Ted Cruz's victory in Iowa yesterday does not bode well for the Renewable Fuel Standard (RFS), a 2005 federal mandate that props up the biofuel industry by requiring oil refiners to mix ethanol into gasoline. Support for the RFS, and for the ethanol subsidies that preceded it, has long been considered politically smart for presidential candidates hoping to do well in Iowa, where corn farmers and the companies that turn their crop into fuel benefit from federal favoritism at the expense of motorists, livestock farmers, food buyers, and possibly even the environment (although reducing carbon emissions is the main rationale for preserving the mandate). But Cruz, whose principled opposition to the RFS earned him a rare anti-endorsement from Terry Branstad, Iowa's popular six-term governor, came out on top in yesterday's Republican caucus with 28 percent of the vote. Donald Trump—who has been very cozy with the ethanol industry, vowed to oppose "changing any part of the RFS," and slammed Cruz for saying the mandate should be phased out—got 24 percent.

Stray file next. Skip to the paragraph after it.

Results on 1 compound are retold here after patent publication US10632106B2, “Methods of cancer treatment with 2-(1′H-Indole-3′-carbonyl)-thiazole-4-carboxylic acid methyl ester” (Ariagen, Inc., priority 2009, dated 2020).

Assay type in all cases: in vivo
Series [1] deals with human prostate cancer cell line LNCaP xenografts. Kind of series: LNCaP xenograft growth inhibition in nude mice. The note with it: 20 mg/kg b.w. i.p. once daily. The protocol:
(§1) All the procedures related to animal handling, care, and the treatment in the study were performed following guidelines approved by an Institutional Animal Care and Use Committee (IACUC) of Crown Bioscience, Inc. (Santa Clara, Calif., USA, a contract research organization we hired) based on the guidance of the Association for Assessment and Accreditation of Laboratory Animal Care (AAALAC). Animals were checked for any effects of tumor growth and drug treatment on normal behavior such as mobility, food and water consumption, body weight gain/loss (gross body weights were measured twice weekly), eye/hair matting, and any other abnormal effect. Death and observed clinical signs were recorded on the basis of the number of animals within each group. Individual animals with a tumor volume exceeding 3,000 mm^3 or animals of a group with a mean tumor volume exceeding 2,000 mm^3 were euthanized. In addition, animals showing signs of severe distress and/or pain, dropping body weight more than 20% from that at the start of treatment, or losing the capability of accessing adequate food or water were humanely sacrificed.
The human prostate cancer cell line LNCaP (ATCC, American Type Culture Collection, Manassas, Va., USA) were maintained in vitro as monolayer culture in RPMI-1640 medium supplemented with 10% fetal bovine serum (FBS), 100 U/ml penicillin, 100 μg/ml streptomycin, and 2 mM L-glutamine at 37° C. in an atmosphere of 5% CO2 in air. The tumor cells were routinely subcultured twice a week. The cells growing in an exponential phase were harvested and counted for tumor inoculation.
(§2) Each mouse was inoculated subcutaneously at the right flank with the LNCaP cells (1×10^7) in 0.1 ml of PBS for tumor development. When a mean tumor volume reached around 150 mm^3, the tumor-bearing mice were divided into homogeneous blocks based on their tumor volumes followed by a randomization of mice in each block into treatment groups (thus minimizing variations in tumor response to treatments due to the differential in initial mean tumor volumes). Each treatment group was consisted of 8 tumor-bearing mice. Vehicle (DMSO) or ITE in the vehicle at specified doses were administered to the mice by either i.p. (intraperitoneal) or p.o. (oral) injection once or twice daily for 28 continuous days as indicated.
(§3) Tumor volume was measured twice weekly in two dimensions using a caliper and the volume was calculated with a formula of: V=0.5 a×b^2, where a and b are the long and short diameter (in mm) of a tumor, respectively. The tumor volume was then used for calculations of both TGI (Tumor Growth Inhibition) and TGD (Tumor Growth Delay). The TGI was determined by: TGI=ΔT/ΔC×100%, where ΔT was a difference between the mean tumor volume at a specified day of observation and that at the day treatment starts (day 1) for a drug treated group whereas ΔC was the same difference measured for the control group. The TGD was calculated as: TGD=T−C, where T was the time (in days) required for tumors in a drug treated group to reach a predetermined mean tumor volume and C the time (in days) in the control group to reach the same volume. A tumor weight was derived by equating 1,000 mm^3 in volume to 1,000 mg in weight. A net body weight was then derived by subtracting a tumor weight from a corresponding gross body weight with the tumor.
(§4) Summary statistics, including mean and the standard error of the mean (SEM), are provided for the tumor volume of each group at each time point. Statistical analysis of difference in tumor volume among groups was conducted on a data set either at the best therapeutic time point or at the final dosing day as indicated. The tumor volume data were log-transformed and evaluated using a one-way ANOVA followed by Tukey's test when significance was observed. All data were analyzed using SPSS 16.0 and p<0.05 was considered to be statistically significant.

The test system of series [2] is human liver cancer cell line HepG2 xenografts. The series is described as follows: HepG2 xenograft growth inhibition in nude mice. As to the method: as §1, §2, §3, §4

Cruz and Rand Paul were the only two candidates to earn a "bad rating" from America's Renewable Future, a biofuel industry group whose state director is Branstad's son, for opposing the RFS. You can understand why all the other candidates decided to play it safe, even if they thought the RFS is bad policy (and in some cases had even said so), when you look at the history of Iowa caucus winners since 1980, the first presidential election year after Congress started subsidizing ethanol. On the Republican side, all the winners—George H.W. Bush (1980), Bob Dole (1988 and 1996), George W. Bush (2000), Mike Huckabee (2008), and Rick Santorum (2012)—were ethanol boosters. Likewise on the Democratic side: Jimmy Carter (1980), Walter Mondale (1984), Dick Gephardt (1988), Tom Harkin (1992), Al Gore (2000), John Kerry (2004), and Barack Obama (2008) all favored crony capitalism for corn.
In other words, Cruz is the first presidential candidate to win the Iowa caucus while opposing federal support for corn-based ethanol (along with "all energy subsidies and mandates"). Maybe that's because ethanol's political significance has waned in Iowa recently, or maybe the issue was never as important as candidates believed. Either way, Cruz's victory is another welcome sign that this four-decade-old boondoggle is on its way out.